Larger families will buy more nappies, clothes, toiletries, food aimed at children like cereals, yoghurts, crisps and sweets. Bulk meat items - mince, chops, sausages. Huge shopping trolleys, maybe two. Couples - smaller trolleys, less weekly spend. And wouldn't they be shopping at Waitrose or M & S for their ready meals where they wouldn't get trampled on? grin

Dp and I worked at Tesco HO for years.

Alambil Sun 25-Sep-11 13:37:51

Their 2 for £2 makes me angrier when on the shelf, the single item is £1 !!

hocuspontas Sun 25-Sep-11 13:41:34

Yes, I've queried that before! Especially on toiletries. 1 item £1, 3 items for £4! Apparently suppliers send weekly shelf-edge deals through but they occasionally overlap with a previous low price.

microfight Sun 25-Sep-11 16:14:56

conversation.which.co.uk/consumer-rights/the-supermarket-special-offers-that-arent-so-special

Itsjustafleshwound Sun 25-Sep-11 16:22:25

Am I wrong to assume that BOGOFs cost the supermarkets very little?

I am under the impression it is actually the supplier who pays for the promotion. (The own brand items are never BOGOF) and subsidise it by the brand having to pay for premium spots in the supermarket, making the supermarkets look 'good'.

Dirtydishesmakemesad Sun 25-Sep-11 16:36:25

I like buy one get one frees the food neevr goes off as we are a family of six (soon to be 7). I only wish they would do more of the offers on food that isnt junk - so more fruit less biscuits, reduce the price of flour rather than the price of cake etc etc

Kendodd Sun 25-Sep-11 16:43:03

It's all a load of nonsense anyway.
Example, strawberries- 2 for 1 one week, half price the next hmm
What kind of idiots do they think we are?

Ha.

What will happen is they will get rid of the bogof etc offers, and the double clubcard points and lower prices.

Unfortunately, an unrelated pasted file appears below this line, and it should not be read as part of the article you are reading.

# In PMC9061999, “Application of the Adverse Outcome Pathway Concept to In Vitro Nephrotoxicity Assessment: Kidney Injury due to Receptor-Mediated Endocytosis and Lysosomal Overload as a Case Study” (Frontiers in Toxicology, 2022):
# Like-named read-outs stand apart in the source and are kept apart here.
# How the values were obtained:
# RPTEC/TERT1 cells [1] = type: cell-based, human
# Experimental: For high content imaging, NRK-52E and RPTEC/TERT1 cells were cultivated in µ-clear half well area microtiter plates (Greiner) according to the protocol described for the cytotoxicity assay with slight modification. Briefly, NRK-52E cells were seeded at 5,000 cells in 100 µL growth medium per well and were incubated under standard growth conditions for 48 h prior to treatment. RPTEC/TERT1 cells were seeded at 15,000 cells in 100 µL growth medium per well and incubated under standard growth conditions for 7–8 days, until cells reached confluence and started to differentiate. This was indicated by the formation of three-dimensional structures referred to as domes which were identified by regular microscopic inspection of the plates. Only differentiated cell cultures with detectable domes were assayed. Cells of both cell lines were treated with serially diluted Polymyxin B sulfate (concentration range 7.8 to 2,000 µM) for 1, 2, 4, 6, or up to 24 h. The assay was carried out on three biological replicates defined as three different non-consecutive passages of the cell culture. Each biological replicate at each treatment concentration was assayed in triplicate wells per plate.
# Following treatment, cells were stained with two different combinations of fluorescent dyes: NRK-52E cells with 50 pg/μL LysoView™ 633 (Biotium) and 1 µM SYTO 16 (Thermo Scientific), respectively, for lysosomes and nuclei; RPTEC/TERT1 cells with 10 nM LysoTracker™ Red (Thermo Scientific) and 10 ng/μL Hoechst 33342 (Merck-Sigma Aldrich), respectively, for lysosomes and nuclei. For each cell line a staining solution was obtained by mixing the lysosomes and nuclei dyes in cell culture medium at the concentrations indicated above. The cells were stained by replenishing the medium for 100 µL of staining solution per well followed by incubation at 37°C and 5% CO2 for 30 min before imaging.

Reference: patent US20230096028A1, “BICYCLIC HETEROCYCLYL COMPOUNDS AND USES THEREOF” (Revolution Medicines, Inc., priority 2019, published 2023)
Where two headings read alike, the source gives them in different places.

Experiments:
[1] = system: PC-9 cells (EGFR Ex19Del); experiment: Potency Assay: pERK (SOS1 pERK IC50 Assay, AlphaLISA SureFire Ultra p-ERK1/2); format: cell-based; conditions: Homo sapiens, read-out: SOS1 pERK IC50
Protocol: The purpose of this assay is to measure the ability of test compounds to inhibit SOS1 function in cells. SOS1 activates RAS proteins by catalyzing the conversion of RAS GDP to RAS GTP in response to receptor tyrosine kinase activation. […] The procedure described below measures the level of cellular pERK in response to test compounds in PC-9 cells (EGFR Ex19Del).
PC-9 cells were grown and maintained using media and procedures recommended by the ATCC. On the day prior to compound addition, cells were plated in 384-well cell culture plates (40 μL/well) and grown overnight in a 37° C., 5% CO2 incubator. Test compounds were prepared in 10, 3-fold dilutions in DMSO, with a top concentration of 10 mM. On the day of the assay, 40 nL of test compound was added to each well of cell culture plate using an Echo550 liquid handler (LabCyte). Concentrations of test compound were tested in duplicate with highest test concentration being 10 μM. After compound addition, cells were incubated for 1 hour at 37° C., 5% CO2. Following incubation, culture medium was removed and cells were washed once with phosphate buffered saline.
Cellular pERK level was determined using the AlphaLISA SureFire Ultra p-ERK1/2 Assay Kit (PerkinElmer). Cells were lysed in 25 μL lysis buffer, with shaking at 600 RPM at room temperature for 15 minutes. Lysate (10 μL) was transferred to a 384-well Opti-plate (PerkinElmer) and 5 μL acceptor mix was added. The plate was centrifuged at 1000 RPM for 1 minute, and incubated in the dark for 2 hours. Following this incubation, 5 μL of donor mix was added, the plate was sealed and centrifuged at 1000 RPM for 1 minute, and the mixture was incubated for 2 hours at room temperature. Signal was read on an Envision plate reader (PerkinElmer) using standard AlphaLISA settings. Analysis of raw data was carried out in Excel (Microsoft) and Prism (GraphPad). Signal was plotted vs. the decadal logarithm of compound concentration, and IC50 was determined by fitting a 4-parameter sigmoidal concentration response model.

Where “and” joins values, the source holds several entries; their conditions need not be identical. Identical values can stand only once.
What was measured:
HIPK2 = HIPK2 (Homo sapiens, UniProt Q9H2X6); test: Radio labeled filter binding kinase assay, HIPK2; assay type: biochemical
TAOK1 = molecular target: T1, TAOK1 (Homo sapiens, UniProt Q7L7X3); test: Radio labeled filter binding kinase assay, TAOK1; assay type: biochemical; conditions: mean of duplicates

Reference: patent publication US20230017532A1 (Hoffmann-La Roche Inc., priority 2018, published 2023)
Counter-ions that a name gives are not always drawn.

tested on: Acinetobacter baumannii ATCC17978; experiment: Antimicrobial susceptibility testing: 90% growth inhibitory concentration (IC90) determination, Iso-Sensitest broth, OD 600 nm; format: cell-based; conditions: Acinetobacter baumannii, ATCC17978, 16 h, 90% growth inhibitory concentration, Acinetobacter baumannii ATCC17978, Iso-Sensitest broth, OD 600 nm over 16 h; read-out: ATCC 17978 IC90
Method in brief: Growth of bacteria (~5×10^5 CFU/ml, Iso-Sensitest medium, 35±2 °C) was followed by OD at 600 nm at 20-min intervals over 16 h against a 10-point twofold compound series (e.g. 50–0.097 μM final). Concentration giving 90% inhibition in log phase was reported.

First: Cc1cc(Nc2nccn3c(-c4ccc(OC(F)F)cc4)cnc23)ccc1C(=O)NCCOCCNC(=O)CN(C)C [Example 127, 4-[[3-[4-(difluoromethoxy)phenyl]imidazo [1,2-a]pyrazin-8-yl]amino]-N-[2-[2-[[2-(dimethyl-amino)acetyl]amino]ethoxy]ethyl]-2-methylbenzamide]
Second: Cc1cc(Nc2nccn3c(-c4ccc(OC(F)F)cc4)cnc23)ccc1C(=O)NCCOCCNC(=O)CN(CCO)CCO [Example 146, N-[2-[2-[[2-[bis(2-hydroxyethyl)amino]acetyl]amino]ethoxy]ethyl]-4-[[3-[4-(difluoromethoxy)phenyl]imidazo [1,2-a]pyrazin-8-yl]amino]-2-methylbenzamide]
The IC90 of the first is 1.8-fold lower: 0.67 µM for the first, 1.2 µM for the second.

And a month or two later they will begin the process of slowly putting the prices back up, or begin to reduce pack sizes so that the same amount of money gets you ever so slightly less (they already do this, they've reduced many things from 1kg to 900g and kept the price the same! or raised it!) and what we will end up with is fewer clubcard points and no special offers.

I love the idea that this is not a plot to increase their profits but that they're doing this to help us and to stop wasteage though. It's sweet. Naive and sweet. grin

Bookmark this thread so that you can come back in 3 - 6 months and queue up to tell me I was right wink

microfight Sun 25-Sep-11 17:48:31

Like it Hecate! I do think you are right too.

Tee2072 Sun 25-Sep-11 20:23:19

Wouldn't surprise me a bit Hecate.

lljkk Sun 25-Sep-11 20:29:03

BOGOF is a con. I don't believe for a moment that removing BOGOFs will cost the supermarket any more than just pricing individual items competitively. BOGOF just creates an illusion of buyers getting a bargain.

UKSky Sun 25-Sep-11 21:06:56

Yep generally these are paid for by the manufacturer of said item to get additional shelf space/display space within stores. I used to work for a company that is a big supplier to supermarkets and we had to go in and physically do spot checks to make sure that the offers and additional space THE COMPANY HAD PAID FOR, were in actual fact correct. And they pay a lot of money for it.

Doesn't cost the supermarket anything in profits.

With regards to the shelf tickets, the errors normally occur either because the store are slow in changing them or an inputting error has been made at head office.

I make use of BOGOFs and put the one I won't use quickly in the freezer. There's not much I won't freeze.

If you don't have a freezer or space in your freezer, why not wait until the use by date, cook it and pop it back in the fridge where it will be good for another 2-3 days.

Also, if you want to know how many weeks you've got look on the shelf ticket (yellow in Tesco) as it will have an end date on it.